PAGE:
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Why? Because we all benefit when governments make decisions informed by the best available evidence. From basic research to advisory structures to specialized training, every step helps move us in the right direction.

Yet, conversations on evidence-informed decision-making rarely prioritize the public’s ability to understand what goes into government decisions, let alone the evidence base that contributes to them.

Transparency is the persistently missing link. Without it, how can we assess progress on evidence-informed decision-making? This is especially important in times of increased uncertainty when trust in government decisions is mission critical.

So, we’re setting out to bridge that gap. Today we release our latest report, “Eyes on Evidence: A framework for evaluating evidence use in Canada”, which asks a number of vital questions. How is evidence used, or not used, in the policymaking process? How does evidence move through the structures of government decisions, and who is responsible for stewarding its path?

“Eyes on Evidence” is phase one of this work. In this first step, we’ve taken a framework, originally developed in the U.K. by Sense About Science, and adapted it for use in the Canadian context. The framework you’ll find in the report looks at whether the public can find the evidence used to inform government policy and understand how it contributed to the development of the policy.

This is ambitious work, but communicating about evidence isn’t a bonus to be added on when time and resources permit. For the public, it provides the opportunity to understand how governments arrive at their decisions and to consider whether those decisions are actually working. For researchers, it is an opportunity to examine where gaps in knowledge exist and how they can contribute relevant or missing information.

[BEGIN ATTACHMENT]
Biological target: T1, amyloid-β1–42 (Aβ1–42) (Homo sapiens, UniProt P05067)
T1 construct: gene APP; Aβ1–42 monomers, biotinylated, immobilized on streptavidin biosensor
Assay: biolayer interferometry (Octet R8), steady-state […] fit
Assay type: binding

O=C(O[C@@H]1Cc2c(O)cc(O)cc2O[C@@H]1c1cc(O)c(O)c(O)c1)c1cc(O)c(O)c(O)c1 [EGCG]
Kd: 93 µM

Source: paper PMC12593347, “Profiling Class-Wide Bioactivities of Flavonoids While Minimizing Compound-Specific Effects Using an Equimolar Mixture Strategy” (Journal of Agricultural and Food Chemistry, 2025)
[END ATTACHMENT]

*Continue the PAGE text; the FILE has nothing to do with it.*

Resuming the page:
Communicating about evidence has been a bumpy road this past year, making this work all the more timely. Throughout the pandemic, people around the world and from all walks of life have sought to understand the decisions that impact their health, livelihoods, and families. These decisions have often sparked widespread confusion and at times, frustration, due in part to muddy communication around what evidence was used to inform these tough choices.

Little work to date in Canada has focused on this specific dimension of transparency. We hope “Eyes on Evidence” is the beginning of a much needed public discussion and plants a new seed for improving the relationship between science, society, and policy in Canada. Against the backdrop of a global pandemic, we have learned the hard way that the strength of this relationship is our best chance at a way forward. In fact, it’s our best bet on the brighter future we all deserve.

This project is being conducted in partnership with the Evidence to Action Research Institute. We would like to thank the Trottier Family Foundation for making this work possible.

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